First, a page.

From his asylum at the Ecuadorian embassy in London, Assange simply calls this story “recycled news” in a Tweet, but the information is still a permanent violation of privacy for the individuals affected. Wikileaks also denied the accusation of releasing information on people’s orientation on Twitter, stating that it was released by the government instead. They feel that this story is circulating because of the upcoming presidential election, rather than the threat to individual’s privacy in Saudi Arabia. See the Tweet below:
No, WikiLeaks did not disclose "gays" to the Saudi govt. Data is from govt & not leaked by us. Story from 2015. Re-run now due to election.
— WikiLeaks (@wikileaks) August 23, 2016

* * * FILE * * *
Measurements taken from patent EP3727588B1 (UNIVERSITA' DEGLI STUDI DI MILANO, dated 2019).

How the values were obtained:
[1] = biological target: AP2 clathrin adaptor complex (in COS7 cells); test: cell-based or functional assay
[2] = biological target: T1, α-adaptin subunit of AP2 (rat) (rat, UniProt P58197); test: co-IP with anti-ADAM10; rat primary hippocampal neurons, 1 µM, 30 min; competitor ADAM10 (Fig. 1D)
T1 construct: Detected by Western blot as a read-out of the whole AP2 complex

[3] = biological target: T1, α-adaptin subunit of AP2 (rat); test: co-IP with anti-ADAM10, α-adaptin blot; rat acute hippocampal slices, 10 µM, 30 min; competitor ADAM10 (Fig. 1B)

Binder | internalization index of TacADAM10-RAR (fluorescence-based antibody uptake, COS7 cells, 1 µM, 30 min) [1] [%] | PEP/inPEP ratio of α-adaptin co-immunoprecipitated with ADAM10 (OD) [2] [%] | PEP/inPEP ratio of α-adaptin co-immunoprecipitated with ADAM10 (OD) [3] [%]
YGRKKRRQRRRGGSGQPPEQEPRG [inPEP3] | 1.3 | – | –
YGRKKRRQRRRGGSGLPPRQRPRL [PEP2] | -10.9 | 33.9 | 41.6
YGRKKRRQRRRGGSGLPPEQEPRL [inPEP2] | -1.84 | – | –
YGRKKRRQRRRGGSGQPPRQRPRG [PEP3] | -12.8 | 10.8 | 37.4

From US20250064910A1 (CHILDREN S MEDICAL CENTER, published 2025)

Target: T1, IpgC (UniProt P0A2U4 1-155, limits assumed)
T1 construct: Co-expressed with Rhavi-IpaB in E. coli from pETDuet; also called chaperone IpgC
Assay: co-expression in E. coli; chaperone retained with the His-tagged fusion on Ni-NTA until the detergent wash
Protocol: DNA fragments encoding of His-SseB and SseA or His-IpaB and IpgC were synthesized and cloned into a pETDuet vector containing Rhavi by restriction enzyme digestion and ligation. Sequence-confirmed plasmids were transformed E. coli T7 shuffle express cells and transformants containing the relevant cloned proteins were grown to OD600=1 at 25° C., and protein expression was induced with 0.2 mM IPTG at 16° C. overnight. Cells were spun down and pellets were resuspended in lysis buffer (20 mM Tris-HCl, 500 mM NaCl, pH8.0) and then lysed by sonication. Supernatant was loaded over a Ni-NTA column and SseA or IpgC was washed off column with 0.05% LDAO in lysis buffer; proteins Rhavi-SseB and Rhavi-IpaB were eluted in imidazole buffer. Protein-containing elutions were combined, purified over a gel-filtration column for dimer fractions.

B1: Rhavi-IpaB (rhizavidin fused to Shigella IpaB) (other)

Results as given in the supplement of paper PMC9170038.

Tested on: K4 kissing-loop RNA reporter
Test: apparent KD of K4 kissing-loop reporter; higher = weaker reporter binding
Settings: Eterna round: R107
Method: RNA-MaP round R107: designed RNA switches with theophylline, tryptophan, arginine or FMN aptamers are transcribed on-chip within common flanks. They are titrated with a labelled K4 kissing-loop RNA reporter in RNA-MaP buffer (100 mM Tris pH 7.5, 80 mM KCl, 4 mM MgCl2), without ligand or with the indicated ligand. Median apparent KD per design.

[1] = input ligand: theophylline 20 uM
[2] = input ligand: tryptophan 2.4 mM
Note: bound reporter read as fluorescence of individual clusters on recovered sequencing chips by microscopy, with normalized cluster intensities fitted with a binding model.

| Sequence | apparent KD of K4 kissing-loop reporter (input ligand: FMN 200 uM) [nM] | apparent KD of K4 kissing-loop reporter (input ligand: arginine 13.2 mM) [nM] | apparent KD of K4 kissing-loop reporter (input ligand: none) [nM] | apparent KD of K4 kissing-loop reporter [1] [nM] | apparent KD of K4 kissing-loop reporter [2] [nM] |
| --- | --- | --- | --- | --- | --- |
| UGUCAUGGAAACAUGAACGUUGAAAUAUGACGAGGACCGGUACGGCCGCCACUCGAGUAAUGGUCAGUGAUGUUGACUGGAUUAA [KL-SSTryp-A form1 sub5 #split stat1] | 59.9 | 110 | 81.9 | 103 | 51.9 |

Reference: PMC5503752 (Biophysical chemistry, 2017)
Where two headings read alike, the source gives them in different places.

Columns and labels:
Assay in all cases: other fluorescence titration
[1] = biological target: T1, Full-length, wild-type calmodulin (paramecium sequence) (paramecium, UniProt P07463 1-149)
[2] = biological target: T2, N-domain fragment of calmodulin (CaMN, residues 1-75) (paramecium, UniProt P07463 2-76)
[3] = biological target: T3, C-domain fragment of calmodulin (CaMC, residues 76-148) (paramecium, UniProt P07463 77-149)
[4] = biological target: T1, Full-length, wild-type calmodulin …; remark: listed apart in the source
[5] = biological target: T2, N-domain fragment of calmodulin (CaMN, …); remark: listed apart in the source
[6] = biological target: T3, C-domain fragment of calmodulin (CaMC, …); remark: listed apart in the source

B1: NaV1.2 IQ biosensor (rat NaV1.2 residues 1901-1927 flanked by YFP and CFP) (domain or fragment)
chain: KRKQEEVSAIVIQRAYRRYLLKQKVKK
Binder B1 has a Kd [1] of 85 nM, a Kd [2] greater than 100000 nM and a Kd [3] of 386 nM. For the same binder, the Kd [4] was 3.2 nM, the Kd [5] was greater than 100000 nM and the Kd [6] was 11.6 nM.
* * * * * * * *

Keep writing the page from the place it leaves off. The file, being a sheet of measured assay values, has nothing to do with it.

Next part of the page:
“We can’t sit on material like this for three years with one person to go through the whole lot, line-by-line, to redact. We have to take the best road that we can,” Assange told a group in London.
Does that road include harming a certain number of innocent people?
There may be some tiny justice in knowing that those who read the information gathered by Wikileaks may be opening themselves to attack by way of Malware embedded throughout the site, according to report about the recently hacked Democratic National Committee.
Former supporters of Wikileaks have become suspect of the group’s methods following revelations of personal information revealed. Most prominently, Edward Snowden has revealed his opinion on Twitter, though Wikileaks arranged for Snowden’s asylum in Russia and replied to him on the Tweet that they believe he is seeking favor with Hillary Clinton. See below: